EU plan to boost clean fuels gives ‘planning certainty’ to oil companies, Boeing says

Plane builder plans to buy more sustainable aviation fuel to reduce its carbon footprint

Planes at Paris Charles de Gaulle Airport. The EU is stepping up measures that will move air travel towards more sustainable fuels. AP
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An EU plan to increase the share of sustainable aviation fuel available at airports gives “planning certainty” to oil companies, according to a Boeing executive.

Last week, the EU reached an agreement to set binding targets for European airlines to increase their use of clean fuels.

By 2025, suppliers are required to guarantee that 2 per cent of the fuel they offer at EU airports consists of clean fuels. This requirement will increase to 6 per cent in 2030, 20 per cent in 2035, and rise to 70 per cent by 2050.

“The oil companies now have a demand signal that's coming out of Europe, but there really needs to be a convergence of incentives and mandates to scale this, because it's a market in the end,” Brian Moran, vice president at global sustainability policy and partnerships at Boeing, said on Tuesday during a panel discussion at the Arabian Travel Market.

“Oil companies have to decide where to invest [and] where to make money. They have choices.”

The EU target gives airlines a “horizon to shoot for”, Mr Moran said.

Sustainable aviation fuel, which is made from resources such as agricultural waste, green hydrogen and cooking oil, is widely considered as the most significant contributor to helping the sector reach its net-zero emissions target by 2050.

But achieving this would require a major increase in clean fuel production from current levels, and lower costs.

The US, the world’s largest domestic airline market, has a road map to increased sustainable fuel production.

The government aims to collaborate with the aviation industry to produce 3 billion gallons of sustainable fuel every year by the end of the decade. It also plans to have enough to meet 100 per cent of aviation fuel demand by 2050.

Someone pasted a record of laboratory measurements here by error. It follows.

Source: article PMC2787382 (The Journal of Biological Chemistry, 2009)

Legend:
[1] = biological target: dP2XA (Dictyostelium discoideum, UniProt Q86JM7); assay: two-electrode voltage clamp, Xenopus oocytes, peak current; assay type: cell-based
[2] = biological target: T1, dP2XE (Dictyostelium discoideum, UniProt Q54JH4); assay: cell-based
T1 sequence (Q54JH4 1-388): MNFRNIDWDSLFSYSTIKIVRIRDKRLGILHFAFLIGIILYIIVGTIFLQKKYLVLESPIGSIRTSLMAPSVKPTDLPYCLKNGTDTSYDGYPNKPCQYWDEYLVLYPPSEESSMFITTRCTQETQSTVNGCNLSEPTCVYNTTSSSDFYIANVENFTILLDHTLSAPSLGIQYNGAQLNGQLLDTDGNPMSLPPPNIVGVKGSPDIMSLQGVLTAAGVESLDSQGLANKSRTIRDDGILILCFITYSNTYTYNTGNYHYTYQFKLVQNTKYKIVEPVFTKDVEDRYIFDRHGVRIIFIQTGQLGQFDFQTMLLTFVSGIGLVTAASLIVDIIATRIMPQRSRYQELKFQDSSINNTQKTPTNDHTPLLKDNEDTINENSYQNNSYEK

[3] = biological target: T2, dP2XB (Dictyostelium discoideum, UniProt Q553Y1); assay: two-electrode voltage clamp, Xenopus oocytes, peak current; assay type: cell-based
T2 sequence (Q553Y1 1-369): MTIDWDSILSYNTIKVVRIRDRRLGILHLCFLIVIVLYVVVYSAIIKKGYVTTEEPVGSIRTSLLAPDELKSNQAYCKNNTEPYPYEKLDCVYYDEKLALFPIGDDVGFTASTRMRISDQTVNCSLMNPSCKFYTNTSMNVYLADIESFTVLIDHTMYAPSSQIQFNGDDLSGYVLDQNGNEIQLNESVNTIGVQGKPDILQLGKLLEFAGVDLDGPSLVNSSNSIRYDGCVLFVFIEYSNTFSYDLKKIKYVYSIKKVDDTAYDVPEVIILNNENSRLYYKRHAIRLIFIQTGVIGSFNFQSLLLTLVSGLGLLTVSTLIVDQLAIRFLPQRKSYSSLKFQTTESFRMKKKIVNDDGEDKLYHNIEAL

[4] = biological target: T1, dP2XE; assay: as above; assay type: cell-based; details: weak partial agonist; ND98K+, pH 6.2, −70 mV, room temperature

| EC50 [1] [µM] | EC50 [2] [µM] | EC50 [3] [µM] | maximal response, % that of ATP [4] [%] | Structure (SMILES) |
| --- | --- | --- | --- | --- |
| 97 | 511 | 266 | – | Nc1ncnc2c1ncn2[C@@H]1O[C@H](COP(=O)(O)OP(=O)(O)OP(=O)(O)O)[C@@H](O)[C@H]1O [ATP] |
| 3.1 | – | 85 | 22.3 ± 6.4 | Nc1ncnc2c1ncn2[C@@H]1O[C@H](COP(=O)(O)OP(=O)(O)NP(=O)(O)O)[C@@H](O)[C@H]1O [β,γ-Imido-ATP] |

The US Inflation Reduction Act, which was enacted last year, provides producers with a tax credit of $1.25 per gallon.

“The green premium between sustainable aviation fuel and jet A [fuel] will start closing because of these incentives stacking,” said Mr Moran.

“This won't be a forever subsidy. This will be sufficient to get supplies scaled, so that the price comes down and then we'll just …[have] normal market forces.”

The US plane builder plans to make further purchases of the clean fuel to cut carbon from its own operations, he said.

In February, Boeing signed agreements to purchase 5.6 million gallons of sustainable fuel produced by Neste to support its US commercial operations through 2023. The deal more than doubled the company's sustainable fuel procurement from last year.

“We're going to continue to purchase sustainable fuels for our own operations in our supply chain because that's the commitment we have made as a company to decarbonise ourselves,” said Mr Moran.

In 2021, the world's airlines pledged net-zero carbon emissions from their operations by 2050 — bringing the air transport industry in line with the objectives of the 2015 Paris Agreement to limit global warming to 1.5°C above pre-industrial levels.

Aviation industry players are facing pressure from environmental groups to lower their carbon footprint and make operations greener after the coronavirus pandemic.

Updated: May 02, 2023, 11:30 AM